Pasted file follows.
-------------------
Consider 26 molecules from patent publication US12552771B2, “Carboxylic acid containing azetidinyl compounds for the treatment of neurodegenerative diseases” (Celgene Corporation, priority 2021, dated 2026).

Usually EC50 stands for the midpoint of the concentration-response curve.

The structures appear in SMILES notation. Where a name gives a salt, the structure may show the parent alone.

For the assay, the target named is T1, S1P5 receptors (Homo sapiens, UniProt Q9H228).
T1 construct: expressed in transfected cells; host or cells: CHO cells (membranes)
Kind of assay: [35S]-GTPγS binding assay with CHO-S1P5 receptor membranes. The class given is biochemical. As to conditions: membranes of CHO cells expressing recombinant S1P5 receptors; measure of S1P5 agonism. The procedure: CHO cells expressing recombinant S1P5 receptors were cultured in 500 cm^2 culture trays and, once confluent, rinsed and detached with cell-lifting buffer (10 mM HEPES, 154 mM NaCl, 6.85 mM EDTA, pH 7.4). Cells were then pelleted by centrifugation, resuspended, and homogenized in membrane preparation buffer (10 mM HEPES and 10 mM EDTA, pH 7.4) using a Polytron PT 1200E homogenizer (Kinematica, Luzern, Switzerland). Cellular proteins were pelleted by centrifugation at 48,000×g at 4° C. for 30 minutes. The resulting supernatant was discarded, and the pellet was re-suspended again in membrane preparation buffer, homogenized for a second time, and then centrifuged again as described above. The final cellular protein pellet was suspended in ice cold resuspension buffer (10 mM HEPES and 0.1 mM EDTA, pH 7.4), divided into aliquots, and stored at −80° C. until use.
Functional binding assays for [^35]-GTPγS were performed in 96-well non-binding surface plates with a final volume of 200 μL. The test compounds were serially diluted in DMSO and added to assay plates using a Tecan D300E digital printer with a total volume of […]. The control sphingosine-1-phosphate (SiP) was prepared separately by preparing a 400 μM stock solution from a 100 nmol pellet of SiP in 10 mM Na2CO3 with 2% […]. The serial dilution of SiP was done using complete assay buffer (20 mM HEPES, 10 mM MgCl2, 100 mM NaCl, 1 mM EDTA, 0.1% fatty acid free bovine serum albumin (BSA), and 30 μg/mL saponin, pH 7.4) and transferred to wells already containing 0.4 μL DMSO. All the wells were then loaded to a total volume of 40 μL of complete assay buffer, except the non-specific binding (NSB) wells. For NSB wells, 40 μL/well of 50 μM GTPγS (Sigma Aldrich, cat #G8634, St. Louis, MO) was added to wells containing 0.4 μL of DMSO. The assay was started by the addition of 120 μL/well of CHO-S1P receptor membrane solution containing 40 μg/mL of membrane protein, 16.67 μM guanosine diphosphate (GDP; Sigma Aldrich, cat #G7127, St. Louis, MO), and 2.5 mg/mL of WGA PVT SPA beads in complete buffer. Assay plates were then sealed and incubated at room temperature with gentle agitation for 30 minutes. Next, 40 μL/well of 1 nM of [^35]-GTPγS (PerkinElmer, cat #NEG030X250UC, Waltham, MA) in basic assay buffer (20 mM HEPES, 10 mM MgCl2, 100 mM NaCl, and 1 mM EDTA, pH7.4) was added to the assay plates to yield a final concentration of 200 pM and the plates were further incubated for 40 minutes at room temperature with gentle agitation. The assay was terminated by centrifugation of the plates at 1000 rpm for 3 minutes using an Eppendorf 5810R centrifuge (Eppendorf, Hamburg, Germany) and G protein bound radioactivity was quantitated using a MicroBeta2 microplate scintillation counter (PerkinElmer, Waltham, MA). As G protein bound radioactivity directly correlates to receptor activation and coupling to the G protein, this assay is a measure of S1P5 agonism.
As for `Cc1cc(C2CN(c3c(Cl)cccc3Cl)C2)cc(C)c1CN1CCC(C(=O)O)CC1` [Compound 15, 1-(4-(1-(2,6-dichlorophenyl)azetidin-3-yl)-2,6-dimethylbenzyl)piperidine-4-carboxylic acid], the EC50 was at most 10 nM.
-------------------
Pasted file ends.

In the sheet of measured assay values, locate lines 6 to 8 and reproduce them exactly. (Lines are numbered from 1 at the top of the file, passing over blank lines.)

Kind of assay: [35S]-GTPγS binding assay with CHO-S1P5 receptor membranes. The class given is biochemical. As to conditions: membranes of CHO cells expressing recombinant S1P5 receptors; measure of S1P5 agonism. The procedure: CHO cells expressing recombinant S1P5 receptors were cultured in 500 cm^2 culture trays and, once confluent, rinsed and detached with cell-lifting buffer (10 mM HEPES, 154 mM NaCl, 6.85 mM EDTA, pH 7.4). Cells were then pelleted by centrifugation, resuspended, and homogenized in membrane preparation buffer (10 mM HEPES and 10 mM EDTA, pH 7.4) using a Polytron PT 1200E homogenizer (Kinematica, Luzern, Switzerland). Cellular proteins were pelleted by centrifugation at 48,000×g at 4° C. for 30 minutes. The resulting supernatant was discarded, and the pellet was re-suspended again in membrane preparation buffer, homogenized for a second time, and then centrifuged again as described above. The final cellular protein pellet was suspended in ice cold resuspension buffer (10 mM HEPES and 0.1 mM EDTA, pH 7.4), divided into aliquots, and stored at −80° C. until use.
Functional binding assays for [^35]-GTPγS were performed in 96-well non-binding surface plates with a final volume of 200 μL. The test compounds were serially diluted in DMSO and added to assay plates using a Tecan D300E digital printer with a total volume of […]. The control sphingosine-1-phosphate (SiP) was prepared separately by preparing a 400 μM stock solution from a 100 nmol pellet of SiP in 10 mM Na2CO3 with 2% […]. The serial dilution of SiP was done using complete assay buffer (20 mM HEPES, 10 mM MgCl2, 100 mM NaCl, 1 mM EDTA, 0.1% fatty acid free bovine serum albumin (BSA), and 30 μg/mL saponin, pH 7.4) and transferred to wells already containing 0.4 μL DMSO. All the wells were then loaded to a total volume of 40 μL of complete assay buffer, except the non-specific binding (NSB) wells. For NSB wells, 40 μL/well of 50 μM GTPγS (Sigma Aldrich, cat #G8634, St. Louis, MO) was added to wells containing 0.4 μL of DMSO. The assay was started by the addition of 120 μL/well of CHO-S1P receptor membrane solution containing 40 μg/mL of membrane protein, 16.67 μM guanosine diphosphate (GDP; Sigma Aldrich, cat #G7127, St. Louis, MO), and 2.5 mg/mL of WGA PVT SPA beads in complete buffer. Assay plates were then sealed and incubated at room temperature with gentle agitation for 30 minutes. Next, 40 μL/well of 1 nM of [^35]-GTPγS (PerkinElmer, cat #NEG030X250UC, Waltham, MA) in basic assay buffer (20 mM HEPES, 10 mM MgCl2, 100 mM NaCl, and 1 mM EDTA, pH7.4) was added to the assay plates to yield a final concentration of 200 pM and the plates were further incubated for 40 minutes at room temperature with gentle agitation. The assay was terminated by centrifugation of the plates at 1000 rpm for 3 minutes using an Eppendorf 5810R centrifuge (Eppendorf, Hamburg, Germany) and G protein bound radioactivity was quantitated using a MicroBeta2 microplate scintillation counter (PerkinElmer, Waltham, MA). As G protein bound radioactivity directly correlates to receptor activation and coupling to the G protein, this assay is a measure of S1P5 agonism.
As for `Cc1cc(C2CN(c3c(Cl)cccc3Cl)C2)cc(C)c1CN1CCC(C(=O)O)CC1` [Compound 15, 1-(4-(1-(2,6-dichlorophenyl)azetidin-3-yl)-2,6-dimethylbenzyl)piperidine-4-carboxylic acid], the EC50 was at most 10 nM.